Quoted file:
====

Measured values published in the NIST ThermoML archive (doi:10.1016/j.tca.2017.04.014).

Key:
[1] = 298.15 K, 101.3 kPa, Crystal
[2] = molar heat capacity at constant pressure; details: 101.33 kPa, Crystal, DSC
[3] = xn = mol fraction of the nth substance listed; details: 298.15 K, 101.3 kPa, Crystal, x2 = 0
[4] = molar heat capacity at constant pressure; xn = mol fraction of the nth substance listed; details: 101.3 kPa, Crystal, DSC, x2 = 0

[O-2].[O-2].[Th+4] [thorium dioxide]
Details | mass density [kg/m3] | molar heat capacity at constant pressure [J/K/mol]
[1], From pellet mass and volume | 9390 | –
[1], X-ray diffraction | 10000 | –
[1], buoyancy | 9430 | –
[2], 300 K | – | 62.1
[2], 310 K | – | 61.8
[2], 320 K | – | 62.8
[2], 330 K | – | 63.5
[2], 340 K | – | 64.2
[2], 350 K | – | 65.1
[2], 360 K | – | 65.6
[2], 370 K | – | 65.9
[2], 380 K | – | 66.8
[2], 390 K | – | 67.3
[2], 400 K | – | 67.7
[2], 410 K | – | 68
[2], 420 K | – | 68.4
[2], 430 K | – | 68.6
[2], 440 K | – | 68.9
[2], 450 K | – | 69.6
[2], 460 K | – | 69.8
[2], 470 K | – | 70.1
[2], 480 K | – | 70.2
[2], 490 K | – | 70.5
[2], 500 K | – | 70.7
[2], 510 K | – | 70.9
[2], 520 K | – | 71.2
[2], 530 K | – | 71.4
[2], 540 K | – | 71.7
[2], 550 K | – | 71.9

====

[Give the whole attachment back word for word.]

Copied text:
Measured values published in the NIST ThermoML archive (doi:10.1016/j.tca.2017.04.014).

Key:
[1] = 298.15 K, 101.3 kPa, Crystal
[2] = molar heat capacity at constant pressure; details: 101.33 kPa, Crystal, DSC
[3] = xn = mol fraction of the nth substance listed; details: 298.15 K, 101.3 kPa, Crystal, x2 = 0
[4] = molar heat capacity at constant pressure; xn = mol fraction of the nth substance listed; details: 101.3 kPa, Crystal, DSC, x2 = 0

[O-2].[O-2].[Th+4] [thorium dioxide]
Details | mass density [kg/m3] | molar heat capacity at constant pressure [J/K/mol]
[1], From pellet mass and volume | 9390 | –
[1], X-ray diffraction | 10000 | –
[1], buoyancy | 9430 | –
[2], 300 K | – | 62.1
[2], 310 K | – | 61.8
[2], 320 K | – | 62.8
[2], 330 K | – | 63.5
[2], 340 K | – | 64.2
[2], 350 K | – | 65.1
[2], 360 K | – | 65.6
[2], 370 K | – | 65.9
[2], 380 K | – | 66.8
[2], 390 K | – | 67.3
[2], 400 K | – | 67.7
[2], 410 K | – | 68
[2], 420 K | – | 68.4
[2], 430 K | – | 68.6
[2], 440 K | – | 68.9
[2], 450 K | – | 69.6
[2], 460 K | – | 69.8
[2], 470 K | – | 70.1
[2], 480 K | – | 70.2
[2], 490 K | – | 70.5
[2], 500 K | – | 70.7
[2], 510 K | – | 70.9
[2], 520 K | – | 71.2
[2], 530 K | – | 71.4
[2], 540 K | – | 71.7
[2], 550 K | – | 71.9